We have been lucky enough to go through our relationship without any real push back or fights over these fact. HIs grandfather when we first started dating famously asked his dad if ” I was just really tan.” And then was equally confused when he met my white mother. But there was no maliciousness to this request just wanting to get his facts straight.

And when a white man walked me down the aisle and gave me away there were murmurs of confusion, questions if I was adopted and where this man came from, but that was it at the end of the day we have had a very easy relationship in this field, and I am grateful for that but that doesn’t mean it was always, or even stil is the case in some places in the world and in this country, so lets look at that.

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50 years ago… Hell 20… probably 10… years ago this card could never have been made.

The United States Supreme Court did not legalize interracial marriage until 1967… 1967 my mother was 7 years old and probably already having first grade crushes on the little black boys in her class but that sort of relationship was illegal.

In 1958 the Loving’s broke this law and wed anyway and were faced with several days of jail time and persecution for falling in love.

When I was given this card for our wedding i was overjoyed I had never seen a card like this, and then I got to thinking why haven’t I?

I can remember a few years ago that my friends went from target to target looking for the glimpse of the first gay and lesbian wedding cards that were being premiered at Target Stores across the nation it was a mini-victory in a fight that they had not won yet.

And yet here I am 50 years after that supposed battle was won for us and I am surprised and beside myself to find an interracial marriage card?

I think that when we are crying love is love, we have to remember how very true that statement is and always has been, people have been falling in love with people they “aren’t supposed to” for ages and every time they have to make this fight, that love is love no matter what

They had to fight between classes, between families, between bloodlines, between races, between genders, and through all of this they cry love is love. This cry is not political or aggressive it is simply a cry to let us love one another.

The same cry we hear over and over again through Jesus’ preachings,

” Love one another as I have loved you. ” No rules, regulations or stimulations. Let us love and be loved.

My walk down history lane reminded me how close I was in history to not being able to marry the love of my life because of the color of my skin, the last law again interracial marriage was taken off of the books in Alabama in 2000!! 2000 I was 9 years old and definitely had a crush or two on a white boy by then.

How is it that in my life time we are still crying Love is Love and begging people to hear. . . when we look back on history how far back was it when you are your love could not have been married? Separated by oceans, languages, classes, religions, country, family, race, gender, whatever else could be used to separate you… if we look back far enough we all had a time when we would have had to shout love is love. . ..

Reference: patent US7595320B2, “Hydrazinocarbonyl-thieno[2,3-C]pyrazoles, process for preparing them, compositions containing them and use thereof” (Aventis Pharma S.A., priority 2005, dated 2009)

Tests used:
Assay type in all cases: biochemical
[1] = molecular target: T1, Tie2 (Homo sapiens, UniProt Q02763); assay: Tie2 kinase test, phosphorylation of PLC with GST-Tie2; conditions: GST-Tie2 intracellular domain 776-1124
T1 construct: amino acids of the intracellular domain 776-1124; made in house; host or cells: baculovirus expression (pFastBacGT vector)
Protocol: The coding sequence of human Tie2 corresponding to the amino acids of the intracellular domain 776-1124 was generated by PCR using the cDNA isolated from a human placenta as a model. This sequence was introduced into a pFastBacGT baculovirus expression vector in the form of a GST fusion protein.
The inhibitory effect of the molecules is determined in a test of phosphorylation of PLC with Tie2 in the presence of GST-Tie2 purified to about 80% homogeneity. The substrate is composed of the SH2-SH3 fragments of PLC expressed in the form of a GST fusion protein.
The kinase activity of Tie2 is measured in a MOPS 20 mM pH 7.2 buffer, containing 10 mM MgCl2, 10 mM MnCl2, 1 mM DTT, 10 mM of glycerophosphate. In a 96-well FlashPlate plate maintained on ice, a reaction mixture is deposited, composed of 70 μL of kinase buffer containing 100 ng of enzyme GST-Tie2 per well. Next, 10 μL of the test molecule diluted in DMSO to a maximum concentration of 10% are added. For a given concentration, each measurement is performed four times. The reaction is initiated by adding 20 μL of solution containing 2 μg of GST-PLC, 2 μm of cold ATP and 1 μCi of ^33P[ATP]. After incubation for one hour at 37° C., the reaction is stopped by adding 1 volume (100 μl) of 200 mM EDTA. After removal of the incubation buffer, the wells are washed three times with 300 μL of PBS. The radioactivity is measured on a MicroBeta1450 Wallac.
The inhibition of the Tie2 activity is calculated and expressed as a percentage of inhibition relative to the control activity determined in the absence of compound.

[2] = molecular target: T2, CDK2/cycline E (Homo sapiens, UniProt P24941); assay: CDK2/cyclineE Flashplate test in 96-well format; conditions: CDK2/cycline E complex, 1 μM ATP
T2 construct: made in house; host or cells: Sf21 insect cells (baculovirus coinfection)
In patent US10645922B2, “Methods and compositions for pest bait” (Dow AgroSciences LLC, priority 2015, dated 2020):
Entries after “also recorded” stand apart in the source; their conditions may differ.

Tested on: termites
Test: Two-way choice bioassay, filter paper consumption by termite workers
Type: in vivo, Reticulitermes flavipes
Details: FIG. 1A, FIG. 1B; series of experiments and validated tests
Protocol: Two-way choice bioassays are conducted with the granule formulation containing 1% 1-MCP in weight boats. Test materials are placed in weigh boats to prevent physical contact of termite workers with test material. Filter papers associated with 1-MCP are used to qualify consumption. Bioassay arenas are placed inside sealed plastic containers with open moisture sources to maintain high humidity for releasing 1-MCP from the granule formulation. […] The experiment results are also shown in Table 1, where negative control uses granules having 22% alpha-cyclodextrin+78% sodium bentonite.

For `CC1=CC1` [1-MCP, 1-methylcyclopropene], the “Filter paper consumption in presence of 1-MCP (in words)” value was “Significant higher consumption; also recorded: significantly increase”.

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❤ Kelsi Rae

When God Moves you

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We have this time at House Church where we all go around the circle and share what God is doing in your life at the moment. I have always resisted this piece of the time together, why does it have to be what God is doing in my life, when did my free will and decision making go out the window and I become a puppet, this is not the kind of God I believed in.

I always wondered if maybe God had just never asked or pushed me to do anything is maybe I was resistant to this piece of time because God had thrown me aside long ago, before I had even come to know him and decided I wasn’t worth talking to, just let her make her own decisions, she values her free will so much let her see where that gets her. I found myself envying the people who could come with this profound things that God was calling them to do, and even the non-profound ones, the everyday ordinary askings of God, because that meant that they were feeling something that I was not in on. I did not have the key to this piece of God. Or maybe I had been fooling myself for the last year and a half maybe this faith that I had concocted was just a facade and this is why I had never heard from God, because I truly didn’t believe in him

So when this time came on Wednesday I thought for a minute and I felt something! I mean I really felt that there was something I should share.

In the last month or so I have had the feeling, aching, gnawing feeling that I need to stand up, I need to inject myself into the conversation about Race and compassion.  I cannot stand in neutral and not disturb people so that I don’t make waves.

But now how do I do this? What way can I demonstrate grace and love in this journey.

And then something amazing happened. after I shared the way that God was moving in my life, two other people in my house church shared the revelation that they have been feeling this same calling each with variations rooted in their own lives but with this same racial base this same love of many cultures and the desire to spread this and get involved in the changes occurring in our city. There have been twice as many gang related killings in the Near North East corner of Denver in the last 5 months than all of 2014, we discussed the boxing in syndrome that is happening in this corner of Denver pushing groups together as “white ladies with strollers” take over more and more of the historically Black neighborhood.